NBA / Jun 17, 2013 / 10:45 am

The Internet’s Most Comprehensive NBA/WWE Comparison: 43 NBA Stars That Remind Us Of Pro Wrestlers

Dwyane Wade

Dwyane Wade (photo. David Alvarez)

Pro wrestling is fake. It is as fake as Game of Thrones and The Godfather and Les Misérables and every other form of non-reality entertainment.

Every pro wrestling fan over the age of 10 understands this, and still you can’t bring up wrestling in mixed company without somebody asking, “You know it’s fake, right?” like they’re doing you a favor.

I don’t get it. As popular as reality shows and documentaries have become, I don’t think that’s due to people dismissing Mad Men because Jon Hamm isn’t really an advertising executive, or staying away from the Fast & Furious franchise because Vin Diesel doesn’t really drive cars chained to moving airplanes.

So why does pro wrestling get such a negative stigma for being “fake,” when other genres get the benefit of being labeled “fiction?”

Criticize pro wrestling for its bad acting. Make fun of it for its silly story lines. And please feel free to protest when companies roll out racist, sexist and culturally insensitive characters. But if your biggest beef with pro wrestling is that it’s “fake,” I’m wondering why you even bother with HBO and AMC and Broadway.

With that out of way … Since the NBA’s best time of year — the drive for the playoffs, the postseason itself, the draft and free agency — coincides with my favorite part of the WWE calendar (the period between WrestleMania and SummerSlam), a lot of my TV time between April and August is dominated by basketball and wrestling.

If you’re a fan of both, or if you could use a primer to get to know the characters in one summer drama after flipping the channel from another, here are some NBA stars matched to their WWE superstar counterparts:

*** *** ***

Once upon a time not long ago, he was arguably the best in the world at his craft and creeping into the discussion as one of history’s all-time greats. Now his best days are behind him, but he’s still good enough for another run or two at the top. Some don’t like the way he’s “gone Hollywood” in recent years, but the upside is that he’s a great ambassador for the sport who has mainstream appeal.

CARMELO ANTHONY is Alberto Del Rio
He has all the tools to be a main-event hero, and on the surface he’s doing and saying all the right things to make it happen. But something is missing that’s hard to pinpoint. Maybe his desire to be a smiley-faced good guy can’t overcome the reality that he thrives in a cocky villain role.

BLAKE GRIFFIN is Big E Langston
Announcers marvel at his comic-book muscles and video-game athleticism. He has all the talent in the world and looks the part of a dominant future champion, but might be better suited for a sidekick role.

TONY PARKER is Rey Mysterio
Someday after he retires, the people who underrated and overlooked him will review his accomplishments and realize what they missed. It wouldn’t be a stretch to suggest his international roots, unorthodox style and atypical superstar build have had a lot to do with his praise being so long overdue.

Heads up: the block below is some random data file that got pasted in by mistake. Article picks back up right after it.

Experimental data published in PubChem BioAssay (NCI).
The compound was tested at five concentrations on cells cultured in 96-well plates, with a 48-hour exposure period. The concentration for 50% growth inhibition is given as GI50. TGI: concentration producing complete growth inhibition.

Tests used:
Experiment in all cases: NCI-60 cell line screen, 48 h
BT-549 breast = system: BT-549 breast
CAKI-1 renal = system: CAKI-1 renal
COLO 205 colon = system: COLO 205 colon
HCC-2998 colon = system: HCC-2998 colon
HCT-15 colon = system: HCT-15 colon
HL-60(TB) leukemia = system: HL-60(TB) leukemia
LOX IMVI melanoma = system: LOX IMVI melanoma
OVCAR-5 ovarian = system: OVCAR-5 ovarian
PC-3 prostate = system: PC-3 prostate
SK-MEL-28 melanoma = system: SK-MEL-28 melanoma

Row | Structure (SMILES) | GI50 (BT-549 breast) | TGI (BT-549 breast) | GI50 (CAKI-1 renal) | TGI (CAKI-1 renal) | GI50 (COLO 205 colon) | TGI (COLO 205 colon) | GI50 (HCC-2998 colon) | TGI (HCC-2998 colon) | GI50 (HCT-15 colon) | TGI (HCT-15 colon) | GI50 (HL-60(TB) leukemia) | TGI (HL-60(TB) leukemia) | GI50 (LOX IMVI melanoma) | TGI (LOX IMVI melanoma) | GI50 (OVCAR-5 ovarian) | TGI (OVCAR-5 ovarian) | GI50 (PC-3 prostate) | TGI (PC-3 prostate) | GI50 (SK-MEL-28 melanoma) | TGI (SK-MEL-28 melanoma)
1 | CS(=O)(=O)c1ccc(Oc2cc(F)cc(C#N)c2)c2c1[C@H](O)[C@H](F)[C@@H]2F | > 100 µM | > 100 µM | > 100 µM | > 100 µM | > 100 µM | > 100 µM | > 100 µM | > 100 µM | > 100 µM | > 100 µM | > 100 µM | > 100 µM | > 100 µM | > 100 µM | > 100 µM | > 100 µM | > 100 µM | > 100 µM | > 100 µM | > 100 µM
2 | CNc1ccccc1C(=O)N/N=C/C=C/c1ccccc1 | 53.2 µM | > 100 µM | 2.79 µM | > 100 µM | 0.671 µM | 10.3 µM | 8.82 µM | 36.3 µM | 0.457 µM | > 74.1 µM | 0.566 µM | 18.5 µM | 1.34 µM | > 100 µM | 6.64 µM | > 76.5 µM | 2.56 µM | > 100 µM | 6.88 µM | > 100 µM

KEVIN GARNETT is “Stone Cold” Steve Austin
Is he a bully in real life, or does he just play one on TV? A force of nature who emanates intensity and could just about do it all in his prime, the wear and tear on his body hasn’t robbed him of the charisma that still draws a crowd whenever he shows up to work.

On the next page: Rajon Rondo, James Harden, Kevin Durant and more…

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  • Keith

    I gotta say, you nailed this list. Respect from a fellow wrestling and basketball fan

  • Zuri A.

    Very good article

  • Taimoor Malik Zada

    Wonderful Article. It Is Good To Read That There Is A Lot Of Minds out There That Understand The Hardwork Put Forth By The Superstars Who Do Everything In Their Power to Entertain Us. I Am Also A Huge A Fan Of NBA And Respect The Player For Their Spirit And Dedication.
    #WWE #NBA #DimeMagazine

  • Mikey

    “TRACY McGRADY is Ricky Steamboat… never able to reach that world-championship ceiling.”

    Ricky Steamboat was the NWA World Heavyweight Champion in 1989.

  • Troy Dean

    I think this shows how narrow minded some people can be a majority of this list it’s made up of WWE talent but WWE does not equal wrestling you coulda used different wrestlers to make this a more well rounded list

  • AustinBurton206

    You’re right, I was just referring to Steamboat’s WWF tenure where the highest he got was the Intercontinental title.

  • AustinBurton206

    Who would you have put on the list from TNA, ROH or other promotions? Off the top of my head, I might compare Grant Hill to Sting — the ageless superstar who’s always been the good guy.

  • Mike Mears

    I liked this column a billion times better when Masked Man did it at Grantland a year ago.

  • Mike Mears

    There’s a lot of hard work put forth to capitalize every word for no reason, too.

  • Marcus Sikvayugak

    -.- highly disagree with KG as Stone Cold. he’s more roddy piper then anything else.

  • Marcus Sikvayugak

    rasheed wallace should of been stone cold because he’s the guy the league fines most and he doesn’t really get along with company guys.

  • Jesse Malloy

    spot on!

  • AustinBurton206

    I see where you’re coming from, but Rasheed was never a top guy in the company. He was a role player. I wanted to keep main-events on the same level whenever possible. Plus, KG has has his own run-ins with the disciplinary office.

  • AustinBurton206

    Sin Cara is a writer?

  • Mikey

    Oh ok. Still, this is a great article.

  • http://www.twitter.com/breanna_monique Breanna_Monique

    LeBron is definitely Randy Orton. Orton is smooth, but cocky at the same time. He can also hit you with the RKO out of nowhere, like LeBron can do a jumpshot or a 3.

  • Kwaku Danso

    I think Kev Love iust got dissed..